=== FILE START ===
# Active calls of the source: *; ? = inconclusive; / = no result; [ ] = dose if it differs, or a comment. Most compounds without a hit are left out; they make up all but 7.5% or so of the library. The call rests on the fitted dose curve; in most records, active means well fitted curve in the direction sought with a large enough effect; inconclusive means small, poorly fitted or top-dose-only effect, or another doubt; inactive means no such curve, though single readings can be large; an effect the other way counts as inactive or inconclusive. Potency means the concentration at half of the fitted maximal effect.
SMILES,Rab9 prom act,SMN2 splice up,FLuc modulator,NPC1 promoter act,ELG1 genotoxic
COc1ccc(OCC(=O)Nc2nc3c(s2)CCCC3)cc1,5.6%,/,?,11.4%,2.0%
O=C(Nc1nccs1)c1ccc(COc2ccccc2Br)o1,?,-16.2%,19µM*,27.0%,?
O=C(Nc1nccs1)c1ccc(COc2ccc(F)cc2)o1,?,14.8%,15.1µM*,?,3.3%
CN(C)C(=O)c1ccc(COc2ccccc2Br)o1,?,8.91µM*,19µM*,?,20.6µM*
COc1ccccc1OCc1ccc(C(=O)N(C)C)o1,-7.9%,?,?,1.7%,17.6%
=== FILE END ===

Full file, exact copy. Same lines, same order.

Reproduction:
# Active calls of the source: *; ? = inconclusive; / = no result; [ ] = dose if it differs, or a comment. Most compounds without a hit are left out; they make up all but 7.5% or so of the library. The call rests on the fitted dose curve; in most records, active means well fitted curve in the direction sought with a large enough effect; inconclusive means small, poorly fitted or top-dose-only effect, or another doubt; inactive means no such curve, though single readings can be large; an effect the other way counts as inactive or inconclusive. Potency means the concentration at half of the fitted maximal effect.
SMILES,Rab9 prom act,SMN2 splice up,FLuc modulator,NPC1 promoter act,ELG1 genotoxic
COc1ccc(OCC(=O)Nc2nc3c(s2)CCCC3)cc1,5.6%,/,?,11.4%,2.0%
O=C(Nc1nccs1)c1ccc(COc2ccccc2Br)o1,?,-16.2%,19µM*,27.0%,?
O=C(Nc1nccs1)c1ccc(COc2ccc(F)cc2)o1,?,14.8%,15.1µM*,?,3.3%
CN(C)C(=O)c1ccc(COc2ccccc2Br)o1,?,8.91µM*,19µM*,?,20.6µM*
COc1ccccc1OCc1ccc(C(=O)N(C)C)o1,-7.9%,?,?,1.7%,17.6%